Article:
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In the darkest moments of life, everyone needs someone to lean on, someone who will listen.
So it was for Father John Mannion as he left the room of a 21-year-old patient at St. Francis Hospital in Beech Grove.
For weeks in his role as a hospital chaplain, Father Mannion stopped by the room of the young man who had AIDS.
During his visits, the priest saw the young man dying. He also listened to the mother of the young man as she talked about her only child. In the woman’s words and tears, Father Mannion knew that the young man was his mother’s life and her greatest love.
It was a time of suffering and anguish for the son and his mother. It was a time of heartbreak and struggle for Father Mannion as he tried to comfort both of them.
When the young man died, Father Mannion left the hospital room devastated. The priest who had cared for so many people needed someone who could comfort and counsel him.
So he paged his close friend and fellow chaplain, the Rev. Darrel Crouter, a minister in the Christian Church (Disciples of Christ). They met and walked a mile together outside, with Father Mannion pouring his heart out to Crouter. Finally, Father Mannion stopped and told Crouter, “Thanks for talking.”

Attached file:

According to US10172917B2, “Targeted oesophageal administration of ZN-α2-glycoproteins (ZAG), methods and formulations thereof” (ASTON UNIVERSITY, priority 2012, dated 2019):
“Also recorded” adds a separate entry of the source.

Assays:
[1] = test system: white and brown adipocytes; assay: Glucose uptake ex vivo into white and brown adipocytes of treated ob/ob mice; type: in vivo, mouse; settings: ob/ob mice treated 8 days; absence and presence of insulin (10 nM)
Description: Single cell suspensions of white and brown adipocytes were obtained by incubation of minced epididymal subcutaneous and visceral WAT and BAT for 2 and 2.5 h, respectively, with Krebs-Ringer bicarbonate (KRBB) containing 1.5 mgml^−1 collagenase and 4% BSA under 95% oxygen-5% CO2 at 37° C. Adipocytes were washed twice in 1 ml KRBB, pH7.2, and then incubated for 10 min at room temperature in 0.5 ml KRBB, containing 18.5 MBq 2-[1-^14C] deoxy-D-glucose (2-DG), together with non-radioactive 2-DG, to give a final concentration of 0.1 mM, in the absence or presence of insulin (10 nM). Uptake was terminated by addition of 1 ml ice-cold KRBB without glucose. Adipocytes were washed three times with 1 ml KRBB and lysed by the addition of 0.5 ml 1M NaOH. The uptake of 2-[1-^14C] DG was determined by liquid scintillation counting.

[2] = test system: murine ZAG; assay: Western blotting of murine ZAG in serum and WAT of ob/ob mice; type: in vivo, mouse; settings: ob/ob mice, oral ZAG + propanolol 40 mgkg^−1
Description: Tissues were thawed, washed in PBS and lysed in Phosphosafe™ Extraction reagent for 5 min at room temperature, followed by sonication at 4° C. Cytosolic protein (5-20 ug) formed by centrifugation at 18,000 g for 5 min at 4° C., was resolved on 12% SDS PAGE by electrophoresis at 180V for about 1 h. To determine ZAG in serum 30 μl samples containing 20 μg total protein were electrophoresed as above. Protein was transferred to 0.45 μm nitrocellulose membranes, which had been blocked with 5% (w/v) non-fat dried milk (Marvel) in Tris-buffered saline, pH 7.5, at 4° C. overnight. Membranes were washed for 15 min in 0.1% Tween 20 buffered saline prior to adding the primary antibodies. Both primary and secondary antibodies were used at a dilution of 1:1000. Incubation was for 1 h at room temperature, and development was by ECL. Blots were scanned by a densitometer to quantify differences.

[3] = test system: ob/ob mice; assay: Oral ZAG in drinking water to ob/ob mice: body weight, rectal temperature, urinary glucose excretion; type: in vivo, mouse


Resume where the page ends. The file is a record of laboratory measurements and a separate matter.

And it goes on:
Crouter looked at Father Mannion and said, “You know, I didn’t say a word the whole time.”
Friendships can start with a common interest in almost anything—playing sports, dancing, sewing, parenting, fixing cars, collecting stamps or sharing faith and compassion with people in the most vulnerable moments of life.
Ever since Crouter and Father Mannion started as chaplains at St. Francis Hospital in the summer of 1988, they have shared a bond that has continued to grow and deepen. Now, after nearly 22 years of working together in the hospital’s department of spiritual care, the two friends—who are both 68—have decided it’s time to cut back dramatically on their pastoral care for hospital patients.
Father Mannion will leave his post as the director of spiritual care at St. Francis Hospital to take up a lighter schedule as a priest-on-call who will continue to offer sacraments to patients. Crouter will step down as a full-time chaplain and fill in on nights and weekends when needed.
The friends will be honored in a celebration at the hospital on March 26, a celebration that will also honor two chaplains who are retiring—Father Ruta Cabazi and Annette Barnes.
For Crouter and Father Mannion—and everyone who knows the two friends—the March 26 event will be a time to celebrate and reminisce about the kind of friendship that most people hope for, a friendship that even thrived following a moment that could have damaged or destroyed a similar relationship.